On June 26, the U.S. Supreme Court held that Section 3 of the federal Defense of Marriage Act (DOMA) is unconstitutional (E.S. Windsor, SCt., June 26, 2013), which brings up an important question: what are the major tax planning implications of this ruling? Immediately after the decision, President Obama directed all federal agencies, including the IRS, to revise their regulations to reflect the Court’s order. How the IRS will revise its tax regulations – and when – remains to be seen; but in the meantime, the Court’s decision opens a number of planning tax opportunities for same-sex couples.
The Supreme Court agreed in 2012 to hear an appeal of a federal estate tax case. Due to DOMA, the surviving spouse of a same-sex married couple was ineligible for the federal unlimited marital deduction under Code Sec. 2056(a). The survivor sued for a refund of estate taxes. A federal district court and the Second Circuit Court of Appeals found unconstitutional Section 3 of DOMA, which defines marriage for federal purposes as only a legal union between one man and one woman as husband and wife.
Supreme Court’s Decision
In a 5 to 4 decision, the Supreme Court held that Section 3 of DOMA is unconstitutional as a deprivation of the equal liberty of persons that is protected by the Fifth Amendment. Writing for the five-justice majority, Justice Anthony Kennedy said that “DOMA rejects the long-established precept that the incidents, benefits, and obligations of marriage are uniform for all married couples within each State, though they may vary, subject to constitutional guarantees, from one State to the next.” Kennedy explained that “by creating two contradictory marriage regimes within the same State, DOMA forces same-sex couples to live as married for the purpose of state law but unmarried for the purpose of federal law, thus diminishing the stability and predictability of basic personal relations the State has found it proper to acknowledge and protect.”
Chief Justice John Roberts, who would have upheld DOMA, cautioned that “the Supreme Court did not decide if states could continue to utilize the traditional definition of marriage.” Roberts noted that the majority held that the decision and its holding “are confined to those lawful marriages-referring to same-sex marriages that a State has already recognized.”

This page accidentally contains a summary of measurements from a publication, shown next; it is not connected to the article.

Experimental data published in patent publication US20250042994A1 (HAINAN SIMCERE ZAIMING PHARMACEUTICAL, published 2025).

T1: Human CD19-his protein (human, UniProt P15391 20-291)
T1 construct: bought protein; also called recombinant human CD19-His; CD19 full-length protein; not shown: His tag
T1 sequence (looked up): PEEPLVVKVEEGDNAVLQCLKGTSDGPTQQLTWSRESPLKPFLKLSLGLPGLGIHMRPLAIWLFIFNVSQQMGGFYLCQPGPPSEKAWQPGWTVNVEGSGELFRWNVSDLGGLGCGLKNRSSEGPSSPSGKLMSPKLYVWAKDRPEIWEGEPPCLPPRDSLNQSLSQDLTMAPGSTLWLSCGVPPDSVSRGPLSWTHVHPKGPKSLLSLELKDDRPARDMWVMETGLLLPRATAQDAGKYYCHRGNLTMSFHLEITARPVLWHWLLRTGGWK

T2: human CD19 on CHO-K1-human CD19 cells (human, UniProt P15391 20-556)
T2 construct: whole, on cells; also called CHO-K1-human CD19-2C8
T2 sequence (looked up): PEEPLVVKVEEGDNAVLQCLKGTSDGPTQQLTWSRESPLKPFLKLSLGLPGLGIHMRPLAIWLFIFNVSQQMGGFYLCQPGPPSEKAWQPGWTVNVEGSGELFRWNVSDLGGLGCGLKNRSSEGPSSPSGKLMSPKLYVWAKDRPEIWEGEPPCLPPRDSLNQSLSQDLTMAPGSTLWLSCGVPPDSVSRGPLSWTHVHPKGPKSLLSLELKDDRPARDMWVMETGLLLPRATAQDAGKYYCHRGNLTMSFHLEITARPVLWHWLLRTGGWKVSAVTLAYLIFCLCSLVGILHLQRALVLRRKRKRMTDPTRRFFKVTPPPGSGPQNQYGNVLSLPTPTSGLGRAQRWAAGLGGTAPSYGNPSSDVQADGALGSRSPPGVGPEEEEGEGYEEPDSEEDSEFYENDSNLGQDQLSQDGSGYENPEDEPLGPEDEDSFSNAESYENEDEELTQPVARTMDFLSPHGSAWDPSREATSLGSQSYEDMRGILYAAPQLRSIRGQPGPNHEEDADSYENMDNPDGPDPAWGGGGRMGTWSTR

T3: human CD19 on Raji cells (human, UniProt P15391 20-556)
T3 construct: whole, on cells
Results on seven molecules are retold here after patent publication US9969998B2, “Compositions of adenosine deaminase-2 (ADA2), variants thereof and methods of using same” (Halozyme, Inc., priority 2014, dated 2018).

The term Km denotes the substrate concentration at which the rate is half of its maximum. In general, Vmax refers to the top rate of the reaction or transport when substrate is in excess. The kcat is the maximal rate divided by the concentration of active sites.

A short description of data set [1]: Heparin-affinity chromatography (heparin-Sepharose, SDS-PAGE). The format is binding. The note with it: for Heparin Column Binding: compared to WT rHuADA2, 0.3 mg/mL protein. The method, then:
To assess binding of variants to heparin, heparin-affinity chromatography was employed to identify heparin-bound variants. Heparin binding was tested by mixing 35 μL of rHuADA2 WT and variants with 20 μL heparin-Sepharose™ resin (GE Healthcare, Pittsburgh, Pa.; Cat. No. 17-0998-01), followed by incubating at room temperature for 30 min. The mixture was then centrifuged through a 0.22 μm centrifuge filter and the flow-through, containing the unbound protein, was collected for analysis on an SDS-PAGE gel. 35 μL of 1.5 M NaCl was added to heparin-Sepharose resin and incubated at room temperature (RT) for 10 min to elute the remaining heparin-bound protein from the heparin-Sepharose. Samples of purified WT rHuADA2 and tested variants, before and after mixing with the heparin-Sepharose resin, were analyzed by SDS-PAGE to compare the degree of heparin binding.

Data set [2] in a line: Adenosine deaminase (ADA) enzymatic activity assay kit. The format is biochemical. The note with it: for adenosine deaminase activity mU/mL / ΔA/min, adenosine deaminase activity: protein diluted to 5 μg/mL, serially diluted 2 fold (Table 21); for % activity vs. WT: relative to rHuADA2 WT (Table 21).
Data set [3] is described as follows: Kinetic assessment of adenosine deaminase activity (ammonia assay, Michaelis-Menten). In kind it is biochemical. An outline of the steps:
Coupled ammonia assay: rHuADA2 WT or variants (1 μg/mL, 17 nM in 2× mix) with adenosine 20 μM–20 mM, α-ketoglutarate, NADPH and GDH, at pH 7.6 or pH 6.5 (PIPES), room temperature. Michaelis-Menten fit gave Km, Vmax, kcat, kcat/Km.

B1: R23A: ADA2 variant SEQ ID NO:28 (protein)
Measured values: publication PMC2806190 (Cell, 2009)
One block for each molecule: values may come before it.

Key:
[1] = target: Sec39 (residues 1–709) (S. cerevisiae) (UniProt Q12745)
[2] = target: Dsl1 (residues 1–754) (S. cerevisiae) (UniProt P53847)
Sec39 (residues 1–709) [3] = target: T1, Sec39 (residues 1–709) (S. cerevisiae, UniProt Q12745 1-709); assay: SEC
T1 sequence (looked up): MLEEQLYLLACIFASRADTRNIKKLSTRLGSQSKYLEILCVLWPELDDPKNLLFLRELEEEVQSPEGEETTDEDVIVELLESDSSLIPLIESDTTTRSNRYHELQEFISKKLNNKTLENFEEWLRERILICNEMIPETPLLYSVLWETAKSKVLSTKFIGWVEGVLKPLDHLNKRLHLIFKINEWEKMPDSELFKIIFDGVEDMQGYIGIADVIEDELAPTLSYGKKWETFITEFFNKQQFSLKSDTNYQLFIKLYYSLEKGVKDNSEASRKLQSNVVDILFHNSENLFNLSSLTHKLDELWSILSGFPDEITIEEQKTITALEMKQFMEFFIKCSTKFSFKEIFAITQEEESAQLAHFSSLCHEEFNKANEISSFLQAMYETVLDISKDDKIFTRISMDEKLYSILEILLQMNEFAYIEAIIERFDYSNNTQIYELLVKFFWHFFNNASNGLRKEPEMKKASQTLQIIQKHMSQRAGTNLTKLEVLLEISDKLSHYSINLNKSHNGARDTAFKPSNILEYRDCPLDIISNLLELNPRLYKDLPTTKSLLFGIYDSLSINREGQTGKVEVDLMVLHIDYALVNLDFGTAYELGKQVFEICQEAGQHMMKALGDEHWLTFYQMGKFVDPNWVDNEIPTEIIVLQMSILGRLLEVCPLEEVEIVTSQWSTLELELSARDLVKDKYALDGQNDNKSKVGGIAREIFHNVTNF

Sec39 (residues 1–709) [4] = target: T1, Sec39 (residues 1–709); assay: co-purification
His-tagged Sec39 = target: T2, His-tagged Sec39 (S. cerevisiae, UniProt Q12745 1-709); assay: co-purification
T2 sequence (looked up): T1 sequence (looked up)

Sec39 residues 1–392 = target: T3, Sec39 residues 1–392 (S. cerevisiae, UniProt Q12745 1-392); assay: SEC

The Supreme Court’s decision impacts countless provisions in the Tax Code, covering all life events, such as marriage, employment, retirement and estate planning. The effect on the Tax Code cannot be overstated. It is expected that the IRS will move quickly to clarify how the decision impacts many of the more far-reaching provisions, such as filing status and employee benefits. Other provisions, especially the complex estate and gift tax provisions, will likely require more time from the IRS to issue guidance.
For federal tax purposes, only married individuals can file their returns as married filing jointly or married filing separately. Because of DOMA, the IRS limited these married filing statuses to opposite-sex married couples. The IRS is expected to issue guidance. Same-sex couples who filed separate returns may want to explore the benefits of filing amended returns (as married filing jointly), if applicable. Our office will keep you posted of developments.
Among the other provisions in the Tax Code affected by the Supreme Court’s decision are:
- Adoption benefits
- Child tax credit
- Education tax credits and deductions
- Estate tax marital deduction
- Estate tax portability between spouses
- Gifts made by spouses
- Retirement plans
Will the federal government look to where the same-sex couple was married (state of celebration) or where the same-sex couple reside (state of residence) for purposes of federal benefits? The Supreme Court did not rule on Section 2 of DOMA, which provides that no state is required to recognize a same-sex marriage performed in another state. At the time of the Supreme Court’s decision, 12 states and the District of Columbia recognize same-sex marriage.
In some cases, the rules for marital status are determined by federal regulations, which can be changed without action by Congress. In other cases, the rules are set by statute, which would require Congressional action. Sometimes, a federal agency follows one rule for some purposes but another rule for other purposes. Generally, the IRS has used place of domicile for determining marital status.
If you have any questions about the Supreme Court’s decision and its impact on estate and tax planning, please contact our office.